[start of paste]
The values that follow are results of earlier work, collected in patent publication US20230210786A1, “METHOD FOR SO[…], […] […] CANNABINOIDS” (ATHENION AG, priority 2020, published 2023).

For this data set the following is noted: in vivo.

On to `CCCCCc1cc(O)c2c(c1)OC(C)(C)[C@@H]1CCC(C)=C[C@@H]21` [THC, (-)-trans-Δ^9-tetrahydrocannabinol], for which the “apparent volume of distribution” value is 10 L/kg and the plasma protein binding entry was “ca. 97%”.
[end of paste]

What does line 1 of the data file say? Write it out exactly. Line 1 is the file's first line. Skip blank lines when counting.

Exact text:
The values that follow are results of earlier work, collected in patent publication US20230210786A1, “METHOD FOR SO[…], […] […] CANNABINOIDS” (ATHENION AG, priority 2020, published 2023).